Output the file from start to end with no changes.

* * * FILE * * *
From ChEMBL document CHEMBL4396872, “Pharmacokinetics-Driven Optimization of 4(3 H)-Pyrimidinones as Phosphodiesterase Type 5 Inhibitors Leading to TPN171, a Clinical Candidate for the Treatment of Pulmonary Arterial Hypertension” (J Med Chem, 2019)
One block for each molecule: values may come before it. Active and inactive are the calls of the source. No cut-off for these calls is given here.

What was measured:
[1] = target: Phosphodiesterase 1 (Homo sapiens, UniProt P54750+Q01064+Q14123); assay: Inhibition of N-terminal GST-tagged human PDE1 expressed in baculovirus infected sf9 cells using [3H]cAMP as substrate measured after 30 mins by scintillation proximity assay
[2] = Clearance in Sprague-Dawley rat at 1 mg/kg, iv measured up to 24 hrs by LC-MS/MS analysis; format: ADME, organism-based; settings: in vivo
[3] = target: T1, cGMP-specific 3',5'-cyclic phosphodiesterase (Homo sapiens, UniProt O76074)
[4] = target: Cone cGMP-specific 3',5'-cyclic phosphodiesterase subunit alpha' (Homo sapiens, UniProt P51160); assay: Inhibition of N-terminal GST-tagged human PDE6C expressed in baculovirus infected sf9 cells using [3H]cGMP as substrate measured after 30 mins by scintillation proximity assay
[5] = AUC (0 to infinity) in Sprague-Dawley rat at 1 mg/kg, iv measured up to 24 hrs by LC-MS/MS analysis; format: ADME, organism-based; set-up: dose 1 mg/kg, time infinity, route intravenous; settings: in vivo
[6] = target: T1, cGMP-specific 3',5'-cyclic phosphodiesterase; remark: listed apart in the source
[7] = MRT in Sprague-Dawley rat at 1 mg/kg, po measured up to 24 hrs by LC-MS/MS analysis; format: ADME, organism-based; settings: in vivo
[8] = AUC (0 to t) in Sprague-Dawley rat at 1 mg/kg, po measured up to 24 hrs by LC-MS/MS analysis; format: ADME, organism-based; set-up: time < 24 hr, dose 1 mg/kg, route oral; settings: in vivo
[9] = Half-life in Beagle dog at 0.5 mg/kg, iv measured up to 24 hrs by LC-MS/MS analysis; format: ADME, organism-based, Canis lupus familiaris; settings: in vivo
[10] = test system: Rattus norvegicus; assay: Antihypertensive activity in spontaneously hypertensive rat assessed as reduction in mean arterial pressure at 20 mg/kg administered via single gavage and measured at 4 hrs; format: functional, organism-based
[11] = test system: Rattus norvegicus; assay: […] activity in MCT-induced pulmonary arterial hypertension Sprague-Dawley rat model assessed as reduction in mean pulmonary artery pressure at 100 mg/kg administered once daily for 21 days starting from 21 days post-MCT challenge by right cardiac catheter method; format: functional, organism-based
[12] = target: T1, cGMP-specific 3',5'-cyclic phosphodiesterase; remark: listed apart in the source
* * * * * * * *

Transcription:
From ChEMBL document CHEMBL4396872, “Pharmacokinetics-Driven Optimization of 4(3 H)-Pyrimidinones as Phosphodiesterase Type 5 Inhibitors Leading to TPN171, a Clinical Candidate for the Treatment of Pulmonary Arterial Hypertension” (J Med Chem, 2019)
One block for each molecule: values may come before it. Active and inactive are the calls of the source. No cut-off for these calls is given here.

What was measured:
[1] = target: Phosphodiesterase 1 (Homo sapiens, UniProt P54750+Q01064+Q14123); assay: Inhibition of N-terminal GST-tagged human PDE1 expressed in baculovirus infected sf9 cells using [3H]cAMP as substrate measured after 30 mins by scintillation proximity assay
[2] = Clearance in Sprague-Dawley rat at 1 mg/kg, iv measured up to 24 hrs by LC-MS/MS analysis; format: ADME, organism-based; settings: in vivo
[3] = target: T1, cGMP-specific 3',5'-cyclic phosphodiesterase (Homo sapiens, UniProt O76074)
[4] = target: Cone cGMP-specific 3',5'-cyclic phosphodiesterase subunit alpha' (Homo sapiens, UniProt P51160); assay: Inhibition of N-terminal GST-tagged human PDE6C expressed in baculovirus infected sf9 cells using [3H]cGMP as substrate measured after 30 mins by scintillation proximity assay
[5] = AUC (0 to infinity) in Sprague-Dawley rat at 1 mg/kg, iv measured up to 24 hrs by LC-MS/MS analysis; format: ADME, organism-based; set-up: dose 1 mg/kg, time infinity, route intravenous; settings: in vivo
[6] = target: T1, cGMP-specific 3',5'-cyclic phosphodiesterase; remark: listed apart in the source
[7] = MRT in Sprague-Dawley rat at 1 mg/kg, po measured up to 24 hrs by LC-MS/MS analysis; format: ADME, organism-based; settings: in vivo
[8] = AUC (0 to t) in Sprague-Dawley rat at 1 mg/kg, po measured up to 24 hrs by LC-MS/MS analysis; format: ADME, organism-based; set-up: time < 24 hr, dose 1 mg/kg, route oral; settings: in vivo
[9] = Half-life in Beagle dog at 0.5 mg/kg, iv measured up to 24 hrs by LC-MS/MS analysis; format: ADME, organism-based, Canis lupus familiaris; settings: in vivo
[10] = test system: Rattus norvegicus; assay: Antihypertensive activity in spontaneously hypertensive rat assessed as reduction in mean arterial pressure at 20 mg/kg administered via single gavage and measured at 4 hrs; format: functional, organism-based
[11] = test system: Rattus norvegicus; assay: […] activity in MCT-induced pulmonary arterial hypertension Sprague-Dawley rat model assessed as reduction in mean pulmonary artery pressure at 100 mg/kg administered once daily for 21 days starting from 21 days post-MCT challenge by right cardiac catheter method; format: functional, organism-based
[12] = target: T1, cGMP-specific 3',5'-cyclic phosphodiesterase; remark: listed apart in the source